The Earl of Clanwilliam: I am obliged. The scientists have produced all sorts of other things besides the BSE scare. What about DDT, deldrin and aldrin? They were very serious introductions which did an enormous amount of damage to the whole world.

Lord Taverne: Of course mistakes have been made in the past. However, if one does not have regard to the best scientific evidence, what other test can one have? Does one really go to the newpapers, like the Sun, and ask them to advise us? Personally, I would prefer the advice of the Royal Society.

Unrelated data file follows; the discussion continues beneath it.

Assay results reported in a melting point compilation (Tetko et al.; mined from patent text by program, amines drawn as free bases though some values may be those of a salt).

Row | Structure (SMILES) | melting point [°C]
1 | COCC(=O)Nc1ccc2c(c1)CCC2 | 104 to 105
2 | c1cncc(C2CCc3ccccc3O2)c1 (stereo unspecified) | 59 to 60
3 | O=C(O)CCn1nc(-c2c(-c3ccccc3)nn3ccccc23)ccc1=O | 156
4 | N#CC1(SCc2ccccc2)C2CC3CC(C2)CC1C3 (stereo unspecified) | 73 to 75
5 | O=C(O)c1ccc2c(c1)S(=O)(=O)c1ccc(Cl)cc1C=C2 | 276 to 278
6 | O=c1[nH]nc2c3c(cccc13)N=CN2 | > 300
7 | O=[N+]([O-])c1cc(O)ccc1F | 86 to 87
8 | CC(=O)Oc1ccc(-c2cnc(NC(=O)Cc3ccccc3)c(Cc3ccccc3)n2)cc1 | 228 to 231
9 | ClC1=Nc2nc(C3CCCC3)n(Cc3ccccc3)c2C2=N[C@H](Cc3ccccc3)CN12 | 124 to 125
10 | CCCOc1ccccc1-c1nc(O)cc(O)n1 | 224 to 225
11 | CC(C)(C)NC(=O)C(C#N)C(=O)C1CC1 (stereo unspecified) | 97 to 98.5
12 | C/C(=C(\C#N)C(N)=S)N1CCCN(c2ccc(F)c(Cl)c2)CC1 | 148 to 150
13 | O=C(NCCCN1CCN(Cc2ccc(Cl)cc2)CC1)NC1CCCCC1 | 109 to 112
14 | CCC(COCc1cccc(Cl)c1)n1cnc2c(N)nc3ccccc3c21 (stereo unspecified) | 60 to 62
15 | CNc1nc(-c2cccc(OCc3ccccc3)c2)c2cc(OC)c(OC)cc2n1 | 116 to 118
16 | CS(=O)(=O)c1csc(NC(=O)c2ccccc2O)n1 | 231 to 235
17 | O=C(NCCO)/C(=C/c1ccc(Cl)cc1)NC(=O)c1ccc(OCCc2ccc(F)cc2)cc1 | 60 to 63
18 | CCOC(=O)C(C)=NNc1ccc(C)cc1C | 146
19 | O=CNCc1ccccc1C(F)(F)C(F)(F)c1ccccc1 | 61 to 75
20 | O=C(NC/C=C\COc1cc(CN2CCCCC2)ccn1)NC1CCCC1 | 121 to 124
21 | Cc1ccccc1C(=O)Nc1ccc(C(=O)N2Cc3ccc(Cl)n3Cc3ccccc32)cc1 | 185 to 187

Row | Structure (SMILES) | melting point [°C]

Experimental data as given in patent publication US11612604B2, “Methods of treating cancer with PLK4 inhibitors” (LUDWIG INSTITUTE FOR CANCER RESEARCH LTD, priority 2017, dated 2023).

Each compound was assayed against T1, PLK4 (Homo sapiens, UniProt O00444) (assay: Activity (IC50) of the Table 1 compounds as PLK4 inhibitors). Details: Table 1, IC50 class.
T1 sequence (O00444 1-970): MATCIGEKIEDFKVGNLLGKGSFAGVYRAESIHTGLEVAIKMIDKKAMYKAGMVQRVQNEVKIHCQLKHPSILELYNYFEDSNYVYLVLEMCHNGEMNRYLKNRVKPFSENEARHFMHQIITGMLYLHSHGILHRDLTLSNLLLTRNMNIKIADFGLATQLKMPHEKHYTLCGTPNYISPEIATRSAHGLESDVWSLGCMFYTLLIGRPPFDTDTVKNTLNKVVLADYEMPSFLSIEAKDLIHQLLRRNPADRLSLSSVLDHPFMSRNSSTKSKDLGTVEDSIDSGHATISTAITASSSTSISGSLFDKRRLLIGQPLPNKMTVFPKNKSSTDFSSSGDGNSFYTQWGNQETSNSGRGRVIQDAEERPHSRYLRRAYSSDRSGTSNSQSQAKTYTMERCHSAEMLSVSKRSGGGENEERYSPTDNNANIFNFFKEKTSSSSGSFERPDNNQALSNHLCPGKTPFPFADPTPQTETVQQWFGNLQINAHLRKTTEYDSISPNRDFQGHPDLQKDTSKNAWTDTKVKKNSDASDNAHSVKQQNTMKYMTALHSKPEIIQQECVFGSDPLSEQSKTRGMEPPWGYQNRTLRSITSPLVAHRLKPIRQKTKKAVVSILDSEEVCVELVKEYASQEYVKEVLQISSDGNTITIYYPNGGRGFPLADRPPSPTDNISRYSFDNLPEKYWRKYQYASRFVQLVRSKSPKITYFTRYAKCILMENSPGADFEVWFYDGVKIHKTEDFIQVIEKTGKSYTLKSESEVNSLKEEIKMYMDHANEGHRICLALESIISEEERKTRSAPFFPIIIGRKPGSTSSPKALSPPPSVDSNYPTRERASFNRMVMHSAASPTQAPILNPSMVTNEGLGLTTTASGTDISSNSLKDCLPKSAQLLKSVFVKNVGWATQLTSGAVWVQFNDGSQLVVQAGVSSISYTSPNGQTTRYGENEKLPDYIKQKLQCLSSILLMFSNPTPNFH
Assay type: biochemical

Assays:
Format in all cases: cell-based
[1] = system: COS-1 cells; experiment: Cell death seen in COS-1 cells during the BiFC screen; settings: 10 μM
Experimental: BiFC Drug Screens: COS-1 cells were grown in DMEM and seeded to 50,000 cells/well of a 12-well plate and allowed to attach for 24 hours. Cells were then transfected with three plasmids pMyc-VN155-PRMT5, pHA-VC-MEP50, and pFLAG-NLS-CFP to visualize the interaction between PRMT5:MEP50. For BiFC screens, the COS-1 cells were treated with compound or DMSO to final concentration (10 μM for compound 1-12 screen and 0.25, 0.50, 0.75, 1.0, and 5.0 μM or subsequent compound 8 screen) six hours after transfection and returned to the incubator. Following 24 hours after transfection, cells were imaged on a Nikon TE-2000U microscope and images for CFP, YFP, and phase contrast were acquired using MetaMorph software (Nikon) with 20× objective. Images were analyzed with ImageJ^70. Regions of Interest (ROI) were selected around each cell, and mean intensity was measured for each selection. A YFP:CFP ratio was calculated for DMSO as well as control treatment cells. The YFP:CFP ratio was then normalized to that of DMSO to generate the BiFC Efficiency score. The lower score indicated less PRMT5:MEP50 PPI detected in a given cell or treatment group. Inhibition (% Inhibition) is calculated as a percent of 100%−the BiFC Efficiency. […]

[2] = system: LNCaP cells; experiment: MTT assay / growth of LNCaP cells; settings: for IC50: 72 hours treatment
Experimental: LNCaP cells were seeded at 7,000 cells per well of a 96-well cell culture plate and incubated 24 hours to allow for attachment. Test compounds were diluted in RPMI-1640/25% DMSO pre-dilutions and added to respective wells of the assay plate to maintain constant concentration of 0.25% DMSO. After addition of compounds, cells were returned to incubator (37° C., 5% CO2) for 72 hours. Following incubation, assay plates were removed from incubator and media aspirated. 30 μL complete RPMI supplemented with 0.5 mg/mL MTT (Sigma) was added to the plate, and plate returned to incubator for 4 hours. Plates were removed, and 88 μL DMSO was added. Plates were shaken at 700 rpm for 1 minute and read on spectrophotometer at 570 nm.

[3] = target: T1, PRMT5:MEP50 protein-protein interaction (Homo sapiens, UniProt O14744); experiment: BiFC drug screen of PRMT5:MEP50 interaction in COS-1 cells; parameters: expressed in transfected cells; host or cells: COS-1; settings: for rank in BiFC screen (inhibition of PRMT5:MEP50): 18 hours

One should not ignore the seriousness of continual delay and rendering this no longer a viable industry. The benefits it can produce are enormous. I hope that the right reverend Prelate the Bishop of Hereford will read the article in Nature by Florence Wambugu because it is very important and shows the enormous importance of this technology to Africa. The noble Baroness, Lady Wilcox, denounced the multi-nationals. Ms Wambugu previously worked for the Kenya Institute and was getting nowhere with conventional science. She was helped by the multi-nationals to do work on GM crops, which was enormously productive and of great potential value to Africa. One should have regard to the great benefits and not promote amendments or modifications which make field trials slower and less effective.